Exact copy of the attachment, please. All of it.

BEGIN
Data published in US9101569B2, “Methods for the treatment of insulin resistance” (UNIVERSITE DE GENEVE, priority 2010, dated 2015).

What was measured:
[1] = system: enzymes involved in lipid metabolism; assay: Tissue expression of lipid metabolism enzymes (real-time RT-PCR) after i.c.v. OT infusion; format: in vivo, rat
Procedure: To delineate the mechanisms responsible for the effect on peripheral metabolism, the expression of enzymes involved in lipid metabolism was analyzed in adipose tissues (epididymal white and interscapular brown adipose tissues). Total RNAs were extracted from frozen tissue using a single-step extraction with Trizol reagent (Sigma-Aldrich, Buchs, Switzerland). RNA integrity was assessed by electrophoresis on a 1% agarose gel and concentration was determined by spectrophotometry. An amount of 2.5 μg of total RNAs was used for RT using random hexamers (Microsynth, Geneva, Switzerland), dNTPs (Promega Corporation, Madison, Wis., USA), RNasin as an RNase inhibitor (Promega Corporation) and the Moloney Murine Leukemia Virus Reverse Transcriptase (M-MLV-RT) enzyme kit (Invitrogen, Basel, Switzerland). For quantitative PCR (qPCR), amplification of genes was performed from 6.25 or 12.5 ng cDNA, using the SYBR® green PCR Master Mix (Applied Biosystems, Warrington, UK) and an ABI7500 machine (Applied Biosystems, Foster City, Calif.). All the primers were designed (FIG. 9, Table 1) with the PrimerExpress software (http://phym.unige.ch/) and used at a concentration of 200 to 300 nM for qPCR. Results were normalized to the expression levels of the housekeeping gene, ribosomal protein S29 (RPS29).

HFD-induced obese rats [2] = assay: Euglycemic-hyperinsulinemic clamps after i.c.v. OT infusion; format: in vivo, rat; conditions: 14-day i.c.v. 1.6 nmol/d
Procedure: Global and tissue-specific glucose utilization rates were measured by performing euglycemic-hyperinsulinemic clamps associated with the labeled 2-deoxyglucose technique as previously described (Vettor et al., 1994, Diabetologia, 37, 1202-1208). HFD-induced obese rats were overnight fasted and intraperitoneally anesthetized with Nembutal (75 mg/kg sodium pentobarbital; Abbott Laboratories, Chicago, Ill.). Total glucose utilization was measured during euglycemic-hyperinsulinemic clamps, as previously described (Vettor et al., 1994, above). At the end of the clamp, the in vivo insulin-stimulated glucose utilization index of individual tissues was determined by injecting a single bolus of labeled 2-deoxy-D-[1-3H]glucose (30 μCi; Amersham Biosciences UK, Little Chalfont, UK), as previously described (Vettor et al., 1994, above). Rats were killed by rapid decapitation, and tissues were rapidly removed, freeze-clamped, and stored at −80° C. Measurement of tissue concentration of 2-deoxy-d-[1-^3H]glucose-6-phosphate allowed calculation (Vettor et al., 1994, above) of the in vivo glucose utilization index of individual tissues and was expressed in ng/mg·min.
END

Data published in US9101569B2, “Methods for the treatment of insulin resistance” (UNIVERSITE DE GENEVE, priority 2010, dated 2015).

What was measured:
[1] = system: enzymes involved in lipid metabolism; assay: Tissue expression of lipid metabolism enzymes (real-time RT-PCR) after i.c.v. OT infusion; format: in vivo, rat
Procedure: To delineate the mechanisms responsible for the effect on peripheral metabolism, the expression of enzymes involved in lipid metabolism was analyzed in adipose tissues (epididymal white and interscapular brown adipose tissues). Total RNAs were extracted from frozen tissue using a single-step extraction with Trizol reagent (Sigma-Aldrich, Buchs, Switzerland). RNA integrity was assessed by electrophoresis on a 1% agarose gel and concentration was determined by spectrophotometry. An amount of 2.5 μg of total RNAs was used for RT using random hexamers (Microsynth, Geneva, Switzerland), dNTPs (Promega Corporation, Madison, Wis., USA), RNasin as an RNase inhibitor (Promega Corporation) and the Moloney Murine Leukemia Virus Reverse Transcriptase (M-MLV-RT) enzyme kit (Invitrogen, Basel, Switzerland). For quantitative PCR (qPCR), amplification of genes was performed from 6.25 or 12.5 ng cDNA, using the SYBR® green PCR Master Mix (Applied Biosystems, Warrington, UK) and an ABI7500 machine (Applied Biosystems, Foster City, Calif.). All the primers were designed (FIG. 9, Table 1) with the PrimerExpress software (http://phym.unige.ch/) and used at a concentration of 200 to 300 nM for qPCR. Results were normalized to the expression levels of the housekeeping gene, ribosomal protein S29 (RPS29).

HFD-induced obese rats [2] = assay: Euglycemic-hyperinsulinemic clamps after i.c.v. OT infusion; format: in vivo, rat; conditions: 14-day i.c.v. 1.6 nmol/d
Procedure: Global and tissue-specific glucose utilization rates were measured by performing euglycemic-hyperinsulinemic clamps associated with the labeled 2-deoxyglucose technique as previously described (Vettor et al., 1994, Diabetologia, 37, 1202-1208). HFD-induced obese rats were overnight fasted and intraperitoneally anesthetized with Nembutal (75 mg/kg sodium pentobarbital; Abbott Laboratories, Chicago, Ill.). Total glucose utilization was measured during euglycemic-hyperinsulinemic clamps, as previously described (Vettor et al., 1994, above). At the end of the clamp, the in vivo insulin-stimulated glucose utilization index of individual tissues was determined by injecting a single bolus of labeled 2-deoxy-D-[1-3H]glucose (30 μCi; Amersham Biosciences UK, Little Chalfont, UK), as previously described (Vettor et al., 1994, above). Rats were killed by rapid decapitation, and tissues were rapidly removed, freeze-clamped, and stored at −80° C. Measurement of tissue concentration of 2-deoxy-d-[1-^3H]glucose-6-phosphate allowed calculation (Vettor et al., 1994, above) of the in vivo glucose utilization index of individual tissues and was expressed in ng/mg·min.